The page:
In Brown v. St. Paul City Ry. Co., 241 Minn. 15, 62 N.W.2d 688, 44 A.L.R.2d 535, this court discussed the harshness of the rule which requires an attorney to subject himself to a finding of contempt and then appeal from the contempt order before a pretrial order can be reviewed, and we there suggested that possibly a better remedy would be to permit the use of a writ of prohibition so that the matter could be reviewed before irreparable harm had been done.

Rule 35.01, Rules of Civil Procedure, provides:

'In an action in which the mental or physical condition or the blood relationship of a party * * * is in controversy, the court in which the action is pending may order the party to submit to * * * a mental or physical or blood examination by a physician. The order may be made only on motion for good cause shown and upon notice to the party or person to be examined and to all other parties and shall specify the time, place, manner, conditions, and scope of the examination and the person or persons by whom it is made.'

In Sibbach v. Wilson & Co. (7 Cir.) 108 F.2d 415, it was held under a similar Federal rule 2 that where the plaintiff in an action for injuries refused to submit to physical examination as required by a district court order, the district court's action in committing plaintiff to jail for contempt of court was not error. The Supreme Court reversed, holding that the rule exempted refusal to obey an order requiring a physical or mental examination from punishment as for contempt, but held that the provision permitting a district court to order a party to submit to such an examination when his physical or mental condition was in controversy was within the rule-making authority granted the Supreme Court by Congress. Sibbach v. Wilson & Co., 312 U.S. 1, 61 S.Ct. 422, 85 L.Ed. 479.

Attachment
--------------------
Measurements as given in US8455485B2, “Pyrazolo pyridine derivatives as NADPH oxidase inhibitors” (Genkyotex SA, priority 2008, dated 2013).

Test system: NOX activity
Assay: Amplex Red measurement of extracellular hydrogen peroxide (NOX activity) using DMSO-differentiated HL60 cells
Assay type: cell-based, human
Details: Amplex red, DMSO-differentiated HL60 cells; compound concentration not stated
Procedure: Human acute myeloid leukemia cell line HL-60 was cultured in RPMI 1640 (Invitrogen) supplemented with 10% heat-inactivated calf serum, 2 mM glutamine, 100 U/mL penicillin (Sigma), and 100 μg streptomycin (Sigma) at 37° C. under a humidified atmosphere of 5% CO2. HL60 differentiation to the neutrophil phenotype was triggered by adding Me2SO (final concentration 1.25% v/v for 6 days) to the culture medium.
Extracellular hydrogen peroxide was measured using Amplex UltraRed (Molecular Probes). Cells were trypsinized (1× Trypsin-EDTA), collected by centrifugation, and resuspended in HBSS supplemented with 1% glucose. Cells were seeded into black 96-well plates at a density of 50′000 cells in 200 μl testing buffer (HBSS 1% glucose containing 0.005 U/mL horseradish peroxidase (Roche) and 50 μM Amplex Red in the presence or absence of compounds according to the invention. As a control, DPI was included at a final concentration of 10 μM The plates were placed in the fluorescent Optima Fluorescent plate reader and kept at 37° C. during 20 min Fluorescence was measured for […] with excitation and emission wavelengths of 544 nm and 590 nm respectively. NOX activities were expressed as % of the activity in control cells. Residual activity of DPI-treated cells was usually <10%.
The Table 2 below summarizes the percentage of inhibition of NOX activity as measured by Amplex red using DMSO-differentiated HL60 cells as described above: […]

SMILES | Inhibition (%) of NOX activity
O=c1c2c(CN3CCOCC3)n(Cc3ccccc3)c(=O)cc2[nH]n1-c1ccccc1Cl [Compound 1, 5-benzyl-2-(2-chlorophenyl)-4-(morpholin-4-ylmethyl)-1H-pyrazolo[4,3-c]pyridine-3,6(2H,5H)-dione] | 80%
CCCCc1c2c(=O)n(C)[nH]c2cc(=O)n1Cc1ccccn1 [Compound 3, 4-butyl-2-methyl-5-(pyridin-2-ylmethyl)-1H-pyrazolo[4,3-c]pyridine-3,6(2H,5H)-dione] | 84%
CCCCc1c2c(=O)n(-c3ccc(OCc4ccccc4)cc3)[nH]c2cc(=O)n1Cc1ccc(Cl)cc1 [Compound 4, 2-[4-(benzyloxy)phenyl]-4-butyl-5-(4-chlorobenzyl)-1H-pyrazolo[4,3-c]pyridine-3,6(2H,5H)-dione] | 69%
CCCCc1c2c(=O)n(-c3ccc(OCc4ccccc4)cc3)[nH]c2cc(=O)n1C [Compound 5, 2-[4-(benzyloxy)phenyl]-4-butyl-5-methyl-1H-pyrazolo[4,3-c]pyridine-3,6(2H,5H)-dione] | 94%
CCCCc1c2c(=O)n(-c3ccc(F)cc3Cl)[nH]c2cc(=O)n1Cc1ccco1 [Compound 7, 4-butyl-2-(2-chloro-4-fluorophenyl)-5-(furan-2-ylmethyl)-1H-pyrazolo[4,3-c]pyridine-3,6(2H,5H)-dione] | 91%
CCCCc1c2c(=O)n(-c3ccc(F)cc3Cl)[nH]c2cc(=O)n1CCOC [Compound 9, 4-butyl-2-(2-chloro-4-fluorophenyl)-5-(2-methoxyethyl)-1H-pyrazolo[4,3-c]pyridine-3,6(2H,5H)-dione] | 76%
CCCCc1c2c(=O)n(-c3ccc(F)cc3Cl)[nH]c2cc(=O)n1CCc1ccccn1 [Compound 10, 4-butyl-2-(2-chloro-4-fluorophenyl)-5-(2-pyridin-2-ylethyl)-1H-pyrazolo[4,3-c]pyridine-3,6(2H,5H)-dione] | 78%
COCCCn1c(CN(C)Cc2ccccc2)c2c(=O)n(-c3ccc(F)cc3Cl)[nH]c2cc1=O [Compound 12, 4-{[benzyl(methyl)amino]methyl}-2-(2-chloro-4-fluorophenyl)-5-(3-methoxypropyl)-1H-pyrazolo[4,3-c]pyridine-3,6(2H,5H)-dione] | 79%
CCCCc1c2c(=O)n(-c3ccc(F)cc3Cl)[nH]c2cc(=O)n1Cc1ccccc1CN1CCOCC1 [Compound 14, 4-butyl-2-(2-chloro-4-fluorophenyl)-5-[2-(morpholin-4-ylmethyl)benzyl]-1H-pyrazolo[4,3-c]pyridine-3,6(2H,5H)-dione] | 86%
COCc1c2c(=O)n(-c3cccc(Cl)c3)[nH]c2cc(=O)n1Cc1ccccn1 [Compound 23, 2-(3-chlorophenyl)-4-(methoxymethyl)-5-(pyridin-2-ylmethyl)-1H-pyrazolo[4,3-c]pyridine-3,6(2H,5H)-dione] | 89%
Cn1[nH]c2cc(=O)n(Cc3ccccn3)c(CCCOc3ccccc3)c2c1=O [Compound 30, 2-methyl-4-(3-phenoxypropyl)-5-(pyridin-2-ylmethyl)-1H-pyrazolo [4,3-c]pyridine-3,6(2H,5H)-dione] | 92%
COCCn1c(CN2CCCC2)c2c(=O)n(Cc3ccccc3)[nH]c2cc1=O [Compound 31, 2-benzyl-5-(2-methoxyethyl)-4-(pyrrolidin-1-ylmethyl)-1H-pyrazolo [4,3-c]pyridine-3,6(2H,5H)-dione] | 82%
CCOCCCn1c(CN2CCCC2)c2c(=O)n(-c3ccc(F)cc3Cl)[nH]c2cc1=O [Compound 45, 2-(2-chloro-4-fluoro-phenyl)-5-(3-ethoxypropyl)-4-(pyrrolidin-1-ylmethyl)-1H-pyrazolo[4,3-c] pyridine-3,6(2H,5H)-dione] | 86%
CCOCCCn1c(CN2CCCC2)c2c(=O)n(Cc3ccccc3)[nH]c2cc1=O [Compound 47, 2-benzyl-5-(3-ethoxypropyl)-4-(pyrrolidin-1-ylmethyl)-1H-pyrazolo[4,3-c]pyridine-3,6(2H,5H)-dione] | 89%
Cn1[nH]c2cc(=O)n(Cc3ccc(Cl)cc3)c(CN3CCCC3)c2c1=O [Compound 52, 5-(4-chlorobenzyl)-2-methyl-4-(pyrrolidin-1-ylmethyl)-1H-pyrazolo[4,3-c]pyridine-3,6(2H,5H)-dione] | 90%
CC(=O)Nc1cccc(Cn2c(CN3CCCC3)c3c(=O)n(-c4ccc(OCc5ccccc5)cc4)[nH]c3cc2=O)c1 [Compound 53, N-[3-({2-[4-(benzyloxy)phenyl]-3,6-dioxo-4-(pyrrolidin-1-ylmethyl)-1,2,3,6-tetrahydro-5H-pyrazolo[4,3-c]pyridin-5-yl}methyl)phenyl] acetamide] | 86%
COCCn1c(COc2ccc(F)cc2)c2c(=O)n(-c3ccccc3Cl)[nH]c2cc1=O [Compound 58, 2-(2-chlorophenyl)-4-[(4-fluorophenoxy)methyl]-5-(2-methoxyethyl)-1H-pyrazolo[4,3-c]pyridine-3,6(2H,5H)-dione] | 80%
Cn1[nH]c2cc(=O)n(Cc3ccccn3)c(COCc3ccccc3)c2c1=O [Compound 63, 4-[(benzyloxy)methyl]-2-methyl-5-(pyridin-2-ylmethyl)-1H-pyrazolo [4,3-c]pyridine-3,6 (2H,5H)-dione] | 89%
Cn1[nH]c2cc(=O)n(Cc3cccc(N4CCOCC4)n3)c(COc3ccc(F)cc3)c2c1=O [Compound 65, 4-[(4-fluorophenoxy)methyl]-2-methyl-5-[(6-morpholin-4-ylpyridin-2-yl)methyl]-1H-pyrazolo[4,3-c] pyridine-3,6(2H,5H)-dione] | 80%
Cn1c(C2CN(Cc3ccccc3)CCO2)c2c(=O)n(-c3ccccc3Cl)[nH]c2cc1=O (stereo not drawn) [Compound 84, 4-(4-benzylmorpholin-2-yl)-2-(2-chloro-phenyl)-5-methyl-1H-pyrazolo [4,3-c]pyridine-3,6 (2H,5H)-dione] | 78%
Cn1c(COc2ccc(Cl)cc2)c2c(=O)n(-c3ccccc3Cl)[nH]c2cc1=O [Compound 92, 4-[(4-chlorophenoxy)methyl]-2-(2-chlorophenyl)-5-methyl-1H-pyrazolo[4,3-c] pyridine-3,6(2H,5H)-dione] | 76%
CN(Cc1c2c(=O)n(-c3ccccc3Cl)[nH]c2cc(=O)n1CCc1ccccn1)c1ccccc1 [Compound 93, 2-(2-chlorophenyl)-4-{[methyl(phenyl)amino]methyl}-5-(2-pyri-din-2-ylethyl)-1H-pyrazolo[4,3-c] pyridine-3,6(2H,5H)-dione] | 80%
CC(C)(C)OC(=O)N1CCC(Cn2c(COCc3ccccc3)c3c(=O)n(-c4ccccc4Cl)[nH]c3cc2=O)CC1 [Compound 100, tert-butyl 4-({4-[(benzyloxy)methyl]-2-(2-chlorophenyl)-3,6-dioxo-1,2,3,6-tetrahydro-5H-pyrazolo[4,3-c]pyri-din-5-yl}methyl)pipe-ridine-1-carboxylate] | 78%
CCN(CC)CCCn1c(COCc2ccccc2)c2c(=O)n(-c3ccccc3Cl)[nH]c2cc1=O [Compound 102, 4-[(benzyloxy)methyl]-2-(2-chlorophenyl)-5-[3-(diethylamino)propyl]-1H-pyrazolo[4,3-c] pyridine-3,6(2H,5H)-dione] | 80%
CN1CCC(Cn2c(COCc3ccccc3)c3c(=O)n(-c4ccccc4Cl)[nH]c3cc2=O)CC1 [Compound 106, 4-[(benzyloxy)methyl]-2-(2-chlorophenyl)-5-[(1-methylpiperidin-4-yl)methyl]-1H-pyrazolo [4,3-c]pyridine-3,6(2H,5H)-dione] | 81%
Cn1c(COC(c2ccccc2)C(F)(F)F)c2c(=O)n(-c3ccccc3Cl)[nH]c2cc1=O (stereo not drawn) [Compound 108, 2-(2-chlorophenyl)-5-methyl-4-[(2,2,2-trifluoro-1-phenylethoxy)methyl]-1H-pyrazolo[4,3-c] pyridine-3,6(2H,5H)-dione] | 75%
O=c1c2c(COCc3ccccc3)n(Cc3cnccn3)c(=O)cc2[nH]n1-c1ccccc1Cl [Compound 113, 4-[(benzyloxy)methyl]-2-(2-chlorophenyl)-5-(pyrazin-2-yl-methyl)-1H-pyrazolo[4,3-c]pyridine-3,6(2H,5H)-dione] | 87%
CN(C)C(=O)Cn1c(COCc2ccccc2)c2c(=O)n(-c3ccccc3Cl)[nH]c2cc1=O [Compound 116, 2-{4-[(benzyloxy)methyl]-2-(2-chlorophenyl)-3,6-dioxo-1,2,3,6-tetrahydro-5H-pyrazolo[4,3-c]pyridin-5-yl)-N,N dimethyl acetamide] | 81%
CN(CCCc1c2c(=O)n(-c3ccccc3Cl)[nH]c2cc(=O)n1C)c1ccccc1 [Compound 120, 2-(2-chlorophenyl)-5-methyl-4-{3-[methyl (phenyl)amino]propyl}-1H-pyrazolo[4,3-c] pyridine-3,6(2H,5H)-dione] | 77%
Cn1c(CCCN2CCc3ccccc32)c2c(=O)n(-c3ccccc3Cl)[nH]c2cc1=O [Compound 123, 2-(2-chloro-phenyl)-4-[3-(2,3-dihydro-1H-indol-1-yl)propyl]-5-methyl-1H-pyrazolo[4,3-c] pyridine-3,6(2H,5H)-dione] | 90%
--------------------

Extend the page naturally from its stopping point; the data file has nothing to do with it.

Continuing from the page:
In Ex parte Fahey, 332 U.S. 258, 259, 67 S.Ct. 1558, 1559, 91 L.Ed. 2041, 2043, Mr. Justice Jackson, speaking for the court, said with respect to the use of extraordinary writs in an area similar to the one here involved:

'Mandamus, prohibition and injunction against judges are drastic and extraordinary remedies. We do not doubt power in a proper case to issue such writs. But they have the unfortunate consequence of making the judge a litigant, obliged to obtain personal counsel or to leave his defense to one of the litigants before him. These remedies should be resorted to only where appeal is a clearly inadequate remedy. We are unwilling to utilize them as substitutes for appeals. As extraordinary remedies, they are reserved for really extraordinary causes.'

In Annotation, 51 A.L.R. 183, 184, relative to physical examination of a plaintiff, we find this expression:

'As stated in the former annotations, the rule in the majority of jurisdictions is that the trial court has the power to require the plaintiff, in an action to recover for injuries, to submit to a physical examination in order that the extent of the injuries may be ascertained. However, the defendant does not have an absolute right to require the plaintiff to submit to the examination, the matter being...